While reading texts on statistics and meta-science I kept noticing vagueness. For example, there seems to be half a dozen definitions of replicability in papers since 2016. In this text, I try to formalize the underlying structure.

*Edit 2020-11-01: The model below is basically the same, but poorer, than the causal models as presented by, for example, Pearl (2009).*

Assume determinism. Assume that for any function \(f\) there is a set of predicates, or *context*, \(C\) which need to hold for the function to hold, that is, return the correct answer. Let this be denoted by \(C \xRightarrow{a} f\). For example, Bernoulli's equation solved for \(\rho\) only holds for a context \(C_b\) containing isentropic flows, that is, \(C_b \Rightarrow \text{Bernoulli's equation}\), where \(C_b\) contains isentropic flows. There have been arguments that such contexts need to contain an (open-ended) list of negative conditions (Hoefer (2003)). Let these contexts and the contexts below also contain this list.

The goal of science is to come up with models which allow for making accurate predictions. The scientific process consists of various steps to derive these models. Let \(\mathbb{C}\) be the context space, that is, all the possible contexts a scientist can choose to experiment in. For some study \(u\) let

\(C_u\) be the

**context**(a set of predicates) which holds for study \(u\),\(s_u\) be the

**sample**used by study \(u\),\(r_u\) be the

**raw**data obtained from the sample,

- \(w_u\) be the **wrangled** data, that is, the cleaned data

\(m_u\) be statistics on \(w_u\), such as the

**mean**, and\((C_u' \Rightarrow f_u)\) be the reported model.

Note that \(C_u \neq C_u'\); this usually is a generalization based on intuition of the researcher. For example, a researcher omits the fact that a study on 20 patients only included patients with blue eyes, since that is not expected to affect the results. The steps are chosen such that each step can be a potential source of error.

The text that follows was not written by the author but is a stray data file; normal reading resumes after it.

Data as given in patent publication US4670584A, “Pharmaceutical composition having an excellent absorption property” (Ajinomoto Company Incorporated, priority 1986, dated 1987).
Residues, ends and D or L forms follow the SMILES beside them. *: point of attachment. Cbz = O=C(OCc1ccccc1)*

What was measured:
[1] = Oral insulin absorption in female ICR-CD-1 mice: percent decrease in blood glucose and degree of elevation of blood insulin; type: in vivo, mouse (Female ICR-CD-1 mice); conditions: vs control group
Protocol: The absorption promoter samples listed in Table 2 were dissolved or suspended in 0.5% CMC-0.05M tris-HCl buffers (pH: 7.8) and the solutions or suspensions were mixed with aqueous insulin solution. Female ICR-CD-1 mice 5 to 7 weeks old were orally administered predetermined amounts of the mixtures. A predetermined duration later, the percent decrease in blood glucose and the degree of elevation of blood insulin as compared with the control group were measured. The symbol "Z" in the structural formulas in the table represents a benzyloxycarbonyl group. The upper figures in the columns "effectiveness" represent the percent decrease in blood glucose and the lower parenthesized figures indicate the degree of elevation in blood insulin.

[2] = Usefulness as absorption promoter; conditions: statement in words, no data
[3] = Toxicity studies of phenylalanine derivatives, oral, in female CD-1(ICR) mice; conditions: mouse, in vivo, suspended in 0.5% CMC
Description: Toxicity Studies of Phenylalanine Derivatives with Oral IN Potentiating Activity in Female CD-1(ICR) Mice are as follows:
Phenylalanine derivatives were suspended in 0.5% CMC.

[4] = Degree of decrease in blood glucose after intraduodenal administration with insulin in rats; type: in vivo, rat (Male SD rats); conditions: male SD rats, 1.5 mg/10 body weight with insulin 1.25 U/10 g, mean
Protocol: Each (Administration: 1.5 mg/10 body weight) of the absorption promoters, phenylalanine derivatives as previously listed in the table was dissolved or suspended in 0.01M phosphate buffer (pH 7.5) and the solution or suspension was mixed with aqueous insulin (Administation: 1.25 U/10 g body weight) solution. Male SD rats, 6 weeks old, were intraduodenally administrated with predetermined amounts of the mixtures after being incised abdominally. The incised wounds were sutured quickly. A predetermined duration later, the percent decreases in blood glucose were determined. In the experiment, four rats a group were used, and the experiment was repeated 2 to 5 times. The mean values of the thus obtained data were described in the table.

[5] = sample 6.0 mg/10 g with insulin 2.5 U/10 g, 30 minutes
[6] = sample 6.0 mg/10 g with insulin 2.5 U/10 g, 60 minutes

We can depict study \(u\), with steps \(1, 2, ..., 6\) as

\[ \mathbb{C} \xRightarrow{1} C_u \xRightarrow{2} s_u \xRightarrow{3} r_u \xRightarrow{4} w_u \xRightarrow{5} m_u \xRightarrow{6} (C_u' \Rightarrow f_u). \]Most steps have well-known names. Step 2 is called sampling, step 3 measuring, step 4 data cleaning or wrangling, step 5 calculating statistics, and step 6 inference.

Goodman et al. (2016) introduce the following definitions for reproducibility.

methods reproducibility: "the ability to implement, as exactly as possible, the experimental and computational procedures, with the same data and tools, to obtain the same results",

results reproducibility: "the production of corroborating results in a new study, having followed the same experimental methods", and

inferential reproducibility: "the making of knowledge claims of similar strenght from a study replication or reanalysis".

These definitions can also be stated as

methods reproducibility: Obtaining the same results from having identical steps 4 and 5,

results reproducibility: Obtaining the same results from having identical steps 1, 2, 3, 4 and 5,

inferential reproducibility: Obtaining the same results from having identical steps 1, 2, 3, 4, 5 and 6.

Goodman, S. N., Fanelli, D., & Ioannidis, J. P. A. (2016). What does research reproducibility mean? Science Translational Medicine, 8(341), 341ps12-341ps12. https://doi.org/10.1126/scitranslmed.aaf5027

Hoefer, C. (2003). Causal Determinism. https://plato.stanford.edu/archives/spr2016/entries/determinism-causal/

Pearl, J. (2009). Causality. Cambridge university press.

Rik Huijzer.
The text is licensed under CC BY-SA 4.0.
The code is licensed under the MIT License.
Website built with Franklin.jl and the Julia programming language.
Last update: 2023-03-18.